WWI Conscientious Objectors

The 'Richmond Sixteen' - Imprisoned in the Castle Keep

During the First World War, Richmond Castle was used as a base for the Non-Combatant Corps, an army unit set up to enable men to support the war effort without fighting. Conscientious objectors were often sent to join this unit. 

The castle also had a more sinister wartime use, as a military prison for 16 Conscientious Objectors, among them some of the first to refuse to fight. The 'Richmond Sixteen' included men from all walks of life, from Norman Gaudie, a former professional footballer, to Alfred Martlew, a clerk at the Rowntree’s chocolate factory in York. 

When conscription was introduced in 1916, Norman Gaudie was a 28-year-old clerk and professional football player for Sunderland. As a Quaker, Norman was a committed pacifist and so he refused to fight. After a tribunal failed to grant him an exemption (allowing him not to fight), he continued to refuse to join the army and was taken to Richmond Castle.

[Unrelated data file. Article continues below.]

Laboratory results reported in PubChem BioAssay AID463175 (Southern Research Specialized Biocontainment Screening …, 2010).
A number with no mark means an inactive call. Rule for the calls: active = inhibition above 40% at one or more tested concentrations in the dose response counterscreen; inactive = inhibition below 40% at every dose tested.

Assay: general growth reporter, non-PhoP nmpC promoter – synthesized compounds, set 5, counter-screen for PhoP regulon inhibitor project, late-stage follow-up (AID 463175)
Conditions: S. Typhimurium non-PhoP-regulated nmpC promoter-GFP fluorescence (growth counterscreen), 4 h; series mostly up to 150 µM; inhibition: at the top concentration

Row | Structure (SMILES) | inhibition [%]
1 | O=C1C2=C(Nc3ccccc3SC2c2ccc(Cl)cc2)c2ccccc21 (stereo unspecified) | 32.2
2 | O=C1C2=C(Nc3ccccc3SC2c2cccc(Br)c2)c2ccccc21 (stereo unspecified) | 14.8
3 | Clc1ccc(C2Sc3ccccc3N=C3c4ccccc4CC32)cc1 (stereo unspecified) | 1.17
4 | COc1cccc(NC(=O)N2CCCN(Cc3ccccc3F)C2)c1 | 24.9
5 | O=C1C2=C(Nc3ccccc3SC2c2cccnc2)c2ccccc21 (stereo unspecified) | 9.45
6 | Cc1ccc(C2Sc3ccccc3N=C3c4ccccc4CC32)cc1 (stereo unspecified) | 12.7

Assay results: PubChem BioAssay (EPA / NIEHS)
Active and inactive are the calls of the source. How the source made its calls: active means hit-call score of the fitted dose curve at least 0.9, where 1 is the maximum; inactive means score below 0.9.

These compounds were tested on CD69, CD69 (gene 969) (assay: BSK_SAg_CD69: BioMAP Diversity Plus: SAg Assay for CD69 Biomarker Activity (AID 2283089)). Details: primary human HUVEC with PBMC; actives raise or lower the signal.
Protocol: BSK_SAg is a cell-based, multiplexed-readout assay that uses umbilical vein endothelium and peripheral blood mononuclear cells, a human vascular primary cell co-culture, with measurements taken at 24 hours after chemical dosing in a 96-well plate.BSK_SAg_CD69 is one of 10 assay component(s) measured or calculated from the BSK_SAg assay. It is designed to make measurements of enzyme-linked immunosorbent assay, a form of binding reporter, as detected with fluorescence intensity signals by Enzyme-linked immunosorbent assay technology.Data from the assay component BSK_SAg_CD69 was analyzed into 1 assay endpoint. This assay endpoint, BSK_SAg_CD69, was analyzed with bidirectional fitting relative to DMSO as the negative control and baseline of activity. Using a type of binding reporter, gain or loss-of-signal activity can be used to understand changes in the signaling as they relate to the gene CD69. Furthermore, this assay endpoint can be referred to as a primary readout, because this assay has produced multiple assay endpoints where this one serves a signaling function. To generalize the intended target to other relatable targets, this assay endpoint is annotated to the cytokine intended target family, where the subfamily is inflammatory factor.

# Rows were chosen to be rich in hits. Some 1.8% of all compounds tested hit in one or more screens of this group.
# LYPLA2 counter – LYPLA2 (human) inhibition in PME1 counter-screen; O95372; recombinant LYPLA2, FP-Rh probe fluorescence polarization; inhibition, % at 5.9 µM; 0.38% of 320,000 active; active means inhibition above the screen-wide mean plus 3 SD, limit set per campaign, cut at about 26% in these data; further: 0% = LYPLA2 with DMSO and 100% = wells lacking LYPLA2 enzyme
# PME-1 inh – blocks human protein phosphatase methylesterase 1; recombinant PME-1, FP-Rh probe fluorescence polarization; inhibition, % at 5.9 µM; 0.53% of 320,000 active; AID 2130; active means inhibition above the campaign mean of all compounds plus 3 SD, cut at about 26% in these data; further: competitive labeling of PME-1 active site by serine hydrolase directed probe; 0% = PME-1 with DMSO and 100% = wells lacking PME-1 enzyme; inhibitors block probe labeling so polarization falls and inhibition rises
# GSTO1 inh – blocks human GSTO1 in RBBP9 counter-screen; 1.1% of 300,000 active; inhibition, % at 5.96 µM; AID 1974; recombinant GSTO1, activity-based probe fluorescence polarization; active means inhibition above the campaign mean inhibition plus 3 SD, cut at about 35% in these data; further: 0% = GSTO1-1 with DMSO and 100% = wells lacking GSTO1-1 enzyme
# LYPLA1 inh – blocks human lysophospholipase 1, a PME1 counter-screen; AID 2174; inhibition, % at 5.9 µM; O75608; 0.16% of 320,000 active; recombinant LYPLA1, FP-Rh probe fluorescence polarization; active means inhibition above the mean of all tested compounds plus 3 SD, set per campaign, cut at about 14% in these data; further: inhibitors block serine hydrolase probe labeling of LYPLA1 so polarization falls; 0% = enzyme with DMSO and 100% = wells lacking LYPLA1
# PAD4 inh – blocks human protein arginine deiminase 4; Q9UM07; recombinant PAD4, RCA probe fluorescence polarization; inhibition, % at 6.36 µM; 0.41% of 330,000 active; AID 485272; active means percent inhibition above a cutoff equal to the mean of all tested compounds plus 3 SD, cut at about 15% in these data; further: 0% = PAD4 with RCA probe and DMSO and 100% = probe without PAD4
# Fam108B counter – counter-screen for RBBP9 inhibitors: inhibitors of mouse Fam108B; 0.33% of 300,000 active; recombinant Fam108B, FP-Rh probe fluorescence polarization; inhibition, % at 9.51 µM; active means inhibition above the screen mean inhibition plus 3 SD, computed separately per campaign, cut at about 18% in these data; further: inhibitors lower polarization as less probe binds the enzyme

Bert Brocklesby, a teacher in his mid-twenties, from a South Yorkshire mining village, had decided not to fight due to his Methodist beliefs, while his brother Philip joined up. However, both brothers understood the other's decision. 'I'm right proud of him', Philip wrote to his parents of Bert. At his tribunal, when asked what he would do if his life was in danger, Bert said:

The Sixth Commandment says 'Thou shalt not kill'. I take it it is better to be killed than kill anyone else.

Graffiti by the 'Richmond Sixteen'

The prisoners recorded their personal feelings in the form of graffiti (pictured above) including sketches, names and dates. Bert Brocklesby drew a portrait of his fiancee, Annie.

The writing in the top image says:

JESUS HOMINUM SALVATOR (Jesus Saviour of Men) and
Every cross grows light beneath the shadow, Lord of Thine.

It was created by  J.H. Brocklesby fecit on 22 May 1916 (' fecit' is the Latin word for 'made by').

The second image reads:

I, Percy F Goldsbrough of Mirfield, was brought up from Pontefract on Friday August 11th 1916 and put in to this cell for refusing to be made a soldier.


Absolutist - someone who thinks actions are either right or wrong
Conscientious - according to somebody's sense of right and wrong
Debate - discuss, question or argue
Graffiti - drawings or words painted or sprayed on walls usually in public places
Moral - an accepted standard of behaviour
Non-Combatant Corps - a unit of people not involved in fighting 
Objector - protester, disagreeing with or opposing something
Pacifism - the belief that war and killing are wrong

View other relevant My Learning WW1 resources. 

Scroll down for a list of links and resources on this topic or see the teachers' notes page for discussion and activity ideas.

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